“I told you I ain’t right.” That’s how Derek's Linked In bio ends. But make no mistake, it’s a statement of fact, not an apology. As he will tell you, being different makes for some of the most interesting creatives.
Though he got a self-proclaimed “late start” in advertising, Derek has definitely gotten his name and his perspective out there – in spite of the fact another ugly “ism” occasionally attempted to stand in his way: racism. But rather than play the victim, he became a pioneer and opened Brown and Browner, his own small shop, in 2007.
These days Derek is still creating great work as well as opportunities for other black industry talent. In fact, this past Black History Month, he dedicated his Twitter feed to recognizing one of these people every day, who otherwise would not get the recognition they deserve.
So if you ask us, Derek is definitely doing something right.
Is ageism in the industry something you thought about in your 30s?
Some but not much.
Is ageism something that’s affected you?
Not as much as racial discrimination.
What are some of the challenges you faced as a person who was getting older in the business? Do tell. Being Black and older, I aged out of advertising faster than my white counterparts.
"Being Black and older, I aged out of advertising faster than my white counterparts."
Tell us about your own creative journey.
I got into advertising later than most of the people I worked with – a full 10-12 years later. Once in advertising, I was fortunate to work for several nice shops. However, opportunities for progression was limited.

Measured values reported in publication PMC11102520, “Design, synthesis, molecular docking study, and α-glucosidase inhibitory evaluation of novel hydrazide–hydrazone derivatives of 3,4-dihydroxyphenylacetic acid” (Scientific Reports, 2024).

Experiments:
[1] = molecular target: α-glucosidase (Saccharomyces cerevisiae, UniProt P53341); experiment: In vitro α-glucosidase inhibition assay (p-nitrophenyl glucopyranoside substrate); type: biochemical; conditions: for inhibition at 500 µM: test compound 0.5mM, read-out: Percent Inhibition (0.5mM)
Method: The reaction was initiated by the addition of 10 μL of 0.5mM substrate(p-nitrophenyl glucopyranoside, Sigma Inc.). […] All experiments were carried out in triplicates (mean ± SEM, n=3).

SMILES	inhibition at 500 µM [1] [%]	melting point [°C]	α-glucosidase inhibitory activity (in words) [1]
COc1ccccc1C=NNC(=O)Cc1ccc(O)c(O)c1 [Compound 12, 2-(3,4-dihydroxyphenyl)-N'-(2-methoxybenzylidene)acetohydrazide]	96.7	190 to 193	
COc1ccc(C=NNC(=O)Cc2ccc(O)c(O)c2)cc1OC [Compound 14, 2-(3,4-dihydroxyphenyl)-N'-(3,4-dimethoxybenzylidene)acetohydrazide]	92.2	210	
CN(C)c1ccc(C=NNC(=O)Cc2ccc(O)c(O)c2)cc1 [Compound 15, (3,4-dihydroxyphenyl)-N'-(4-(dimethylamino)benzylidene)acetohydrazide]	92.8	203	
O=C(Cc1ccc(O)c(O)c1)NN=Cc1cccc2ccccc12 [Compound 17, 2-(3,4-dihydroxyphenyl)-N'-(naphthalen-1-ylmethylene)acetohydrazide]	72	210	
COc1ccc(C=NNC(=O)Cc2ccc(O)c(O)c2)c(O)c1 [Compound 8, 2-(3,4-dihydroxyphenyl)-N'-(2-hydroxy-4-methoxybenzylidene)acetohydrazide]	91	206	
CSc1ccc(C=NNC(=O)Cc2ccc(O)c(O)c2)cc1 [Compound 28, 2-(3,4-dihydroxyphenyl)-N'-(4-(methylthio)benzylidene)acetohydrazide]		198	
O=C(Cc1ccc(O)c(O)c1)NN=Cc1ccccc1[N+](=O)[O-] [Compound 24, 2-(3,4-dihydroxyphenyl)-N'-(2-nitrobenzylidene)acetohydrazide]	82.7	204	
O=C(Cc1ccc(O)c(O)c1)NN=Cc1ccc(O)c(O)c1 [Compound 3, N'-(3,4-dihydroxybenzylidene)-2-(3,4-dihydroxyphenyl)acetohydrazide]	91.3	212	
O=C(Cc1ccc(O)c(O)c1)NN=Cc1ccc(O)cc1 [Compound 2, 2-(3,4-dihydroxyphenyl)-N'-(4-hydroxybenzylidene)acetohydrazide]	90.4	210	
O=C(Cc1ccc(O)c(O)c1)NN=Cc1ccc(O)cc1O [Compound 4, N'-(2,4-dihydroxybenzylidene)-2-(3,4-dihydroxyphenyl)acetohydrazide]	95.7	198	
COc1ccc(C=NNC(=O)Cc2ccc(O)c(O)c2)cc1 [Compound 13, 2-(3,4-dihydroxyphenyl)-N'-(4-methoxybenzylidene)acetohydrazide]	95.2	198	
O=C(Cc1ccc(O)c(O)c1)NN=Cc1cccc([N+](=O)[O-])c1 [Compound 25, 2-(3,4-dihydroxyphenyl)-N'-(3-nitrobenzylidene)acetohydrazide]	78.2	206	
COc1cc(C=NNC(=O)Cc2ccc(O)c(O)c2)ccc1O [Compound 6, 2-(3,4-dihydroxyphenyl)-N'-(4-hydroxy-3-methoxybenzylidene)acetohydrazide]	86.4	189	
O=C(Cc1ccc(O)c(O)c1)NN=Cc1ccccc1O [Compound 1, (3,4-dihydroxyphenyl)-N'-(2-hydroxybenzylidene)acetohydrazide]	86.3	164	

What are your thoughts on where you are now, compared to your mindset when you were in the beginning of your career?
I am not where I should be but I am where I need to be.
Did the reality of the ad industry contribute to the decisions you made/the path you’ve taken?
Yes, I chose to stop pursuing positions working for others because I was told in my evaluation that despite being a great at my job that I would never be promoted because of my race. It was a hard pill to swallow but it fueled my desire to open my own. And I did.
What do you feel creative people over 50 can offer over someone 20 years their junior, things that are unappreciated, or just plain overlooked?
Balance. Life teaches us that things are seldom simply yea or nay, and that is important with speaking to people. The message needs to have balance. There are no shortcuts to gaining experience, no courses to take or books to read – experience requires living, and people over 50 have that on younger people.
"Experience requires living, and people over 50 have that on younger people. "
What is your advice to people who are nearing or over 40 in the ad industry?
Get creative about having and keeping a job. Don’t let others restrict you because of your age. Stop playing by the rules, and cheat. Make your opportunities, build contacts and networks. Plan ahead, and try to be prepared.
How are you approaching the next 10 years?
I’m not sure but it is going to be fun!
What does your future hold?
My future holds great things. I am going to do some amazing things.
What do you see as potential solutions for ageism in the industry?
I’m not sure there is a solution. Our industry reflects our society’s fascination with youth. That we are talking about it will help, but older professionals are going to have to fight to stay in the game. And it should be that way.
"...older professionals are going to have to fight to stay in the game. And it should be that way."
Any thoughts on possibly unionizing?
Because so many agencies are not that large, I can see it at the holding company shops and the large independents but the majority of shops simply are too small. I wish we could unionize.
What are some positive things you’ve experienced as you’ve grown older in the business?
Better understanding of work-life balance.
Who do you look to for inspiration?
Hmm. It depends on the day, and what I am going through, LOL. But no one in particular.